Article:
Herein, we investigated the package to describe the influence of the properties of decision tables on the rule-based learning performance. Next, a real sample application of analyzing autism and controls using gene expression data was introduced and the classifier interpreted. The autism-control dataset was also exploited to benchmark the package with a broad selection of the state-of-the-art methods within the rule- and decision tree-based domains. R.ROSETTA compared favorably with the other methods with the Genetic heuristics usually outperforming the Johnson heuristics; both heuristics compared favorably with the other systems. We showed that a rule set, be it generated with any of the two heuristics, can be visualized in the form of co-predictive rule-networks, which further enhance the interpretability of rule-based models. Finally, we investigated the performance of R.ROSETTA depending on the properties of the decision tables that are input to the system.

In contrast to methods that allow explaining black box approaches, so-called post hoc explanation methods, rough sets theory is a technique that directly produces interpretable models. On the other hand, commonly used algorithms, such as ELI5 [77], LIME [78] or SHAP [79], are able to explain most of machine learning models. However, recent studies have shown that explanations of black box models may be affected by biases and their application has been questioned [80, 81]. Nevertheless, interpretable models and explainable methods have a common goal of elucidating classifications and are likely to complement each other.

Availability of data and materials

The data that support the findings of this study are publicly available from the Gene Expression Omnibus repository, [GSE25507, https://www.ncbi.nlm.nih.gov/geo/query/acc.cgi?acc=GSE25507]. The synthetic data that supports the findings of this study has been generated with the R.ROSETTA package. The package can be found at https://github.com/komorowskilab/R.ROSETTA.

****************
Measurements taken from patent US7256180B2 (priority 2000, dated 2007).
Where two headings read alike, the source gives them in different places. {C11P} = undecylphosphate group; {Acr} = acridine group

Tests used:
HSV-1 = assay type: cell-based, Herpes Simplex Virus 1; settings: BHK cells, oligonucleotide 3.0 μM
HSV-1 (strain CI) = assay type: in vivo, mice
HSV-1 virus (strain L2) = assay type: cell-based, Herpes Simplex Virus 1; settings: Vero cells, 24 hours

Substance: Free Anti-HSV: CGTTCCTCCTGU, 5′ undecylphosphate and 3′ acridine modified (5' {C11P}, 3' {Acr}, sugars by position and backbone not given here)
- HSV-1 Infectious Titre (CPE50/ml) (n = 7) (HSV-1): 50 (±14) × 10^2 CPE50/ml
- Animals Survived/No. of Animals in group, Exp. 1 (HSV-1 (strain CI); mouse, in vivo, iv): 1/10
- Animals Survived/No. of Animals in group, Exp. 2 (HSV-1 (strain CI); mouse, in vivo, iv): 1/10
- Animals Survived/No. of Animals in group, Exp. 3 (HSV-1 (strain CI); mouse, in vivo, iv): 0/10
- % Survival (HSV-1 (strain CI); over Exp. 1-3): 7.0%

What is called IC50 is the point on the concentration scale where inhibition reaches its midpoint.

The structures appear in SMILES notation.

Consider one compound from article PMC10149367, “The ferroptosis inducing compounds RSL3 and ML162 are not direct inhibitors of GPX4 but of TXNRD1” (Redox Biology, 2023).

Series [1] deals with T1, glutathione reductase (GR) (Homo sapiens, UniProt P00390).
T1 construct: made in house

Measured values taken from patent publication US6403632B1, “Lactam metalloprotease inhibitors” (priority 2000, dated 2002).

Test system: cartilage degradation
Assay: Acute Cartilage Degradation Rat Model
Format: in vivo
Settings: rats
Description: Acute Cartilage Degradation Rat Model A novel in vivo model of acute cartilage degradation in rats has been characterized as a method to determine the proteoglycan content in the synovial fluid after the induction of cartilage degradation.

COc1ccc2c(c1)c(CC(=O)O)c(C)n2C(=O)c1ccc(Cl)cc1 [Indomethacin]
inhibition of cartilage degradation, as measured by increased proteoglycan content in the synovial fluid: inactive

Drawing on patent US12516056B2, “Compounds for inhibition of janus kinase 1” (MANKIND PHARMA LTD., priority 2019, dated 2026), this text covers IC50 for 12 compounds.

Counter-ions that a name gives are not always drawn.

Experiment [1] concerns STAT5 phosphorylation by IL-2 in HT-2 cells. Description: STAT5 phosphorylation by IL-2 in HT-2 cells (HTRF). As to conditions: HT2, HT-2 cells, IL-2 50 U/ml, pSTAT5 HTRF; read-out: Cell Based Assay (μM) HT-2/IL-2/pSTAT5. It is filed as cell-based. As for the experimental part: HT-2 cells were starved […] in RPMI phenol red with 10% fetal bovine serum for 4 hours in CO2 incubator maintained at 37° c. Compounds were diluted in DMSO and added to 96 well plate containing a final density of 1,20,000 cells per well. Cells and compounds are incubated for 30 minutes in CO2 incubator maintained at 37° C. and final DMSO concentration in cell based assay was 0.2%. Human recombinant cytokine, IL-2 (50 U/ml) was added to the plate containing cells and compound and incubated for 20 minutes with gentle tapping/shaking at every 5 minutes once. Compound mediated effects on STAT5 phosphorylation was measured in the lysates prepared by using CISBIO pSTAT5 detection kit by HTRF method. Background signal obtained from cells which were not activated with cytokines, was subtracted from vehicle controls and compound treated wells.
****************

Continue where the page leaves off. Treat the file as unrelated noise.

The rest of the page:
Abbreviations

AUC:

Area under the ROC curve

AQ:

AQ method

C50:

C.50 method

CN2:

Clark and Niblett method

CV:

Cross validation

FPR:

False positive rate

GBM:

Generalized boosted models

JRip:

Repeated Incremental Pruning to Produce Error Reduction—RIPPER

Lem2:

Learning from Examples Module—version 2

LHS:

Left-hand site

ns:

Not significant

OneR:

1R classifier method

PART:

Partial decision trees-based method

P :

P Value

RHS:

Right-hand site

ROC:

Receiver Operating Characteristic

TPR:

True positive rate

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Acknowledgements

We would like to thank Fredrik Barrenäs, Stella Belin, Marco Cavalli, Zeeshan Khaliq, Behrooz Torabi Moghadam, Gang Pan, Claes Wadelius and Sara Younes for their insightful discussions and testing the package. Our thanks go also to the anonymous reviewers who helped us improve this manuscript.

Funding

Open access funding provided by Uppsala University. This research was supported in part by Foundation for the National Institutes of Health (Grant No. 0925-0001), Uppsala University, Sweden and the eSSENCE grant to MG, KS and JK. This work was also supported by the Swedish Research Council (Grant No. 2017-01861) to LF and by The Polish Academy of Sciences to JK. The funding was used to develop, implement and evaluate the framework. The funding bodies had no role in the design of the study, analysis, data collection and preparing the manuscript.

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MG and KS implemented the package and performed the analyses. MG and PS tested the first release of the package. MG, KD and JK wrote the manuscript. MG, KD, KS, NB, SB, AØ and JK designed the package components. MG, LF and JK contributed to results interpretation. All authors have read and approved the final manuscript.

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Correspondence to Jan Komorowski.

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Supplementary Notes, Supplementary Figures S1–S8, Supplementary Tables S1–S8, Supplementary References

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Garbulowski, M., Diamanti, K., Smolińska, K. et al. R.ROSETTA: an interpretable machine learning framework. BMC Bioinformatics 22, 110 (2021). https://doi.org/10.1186/s12859-021-04049-z

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Keywords

  • Transcriptomics
  • Interpretable machine learning
  • Big data
  • Rough sets
  • Rule-based classification
  • R package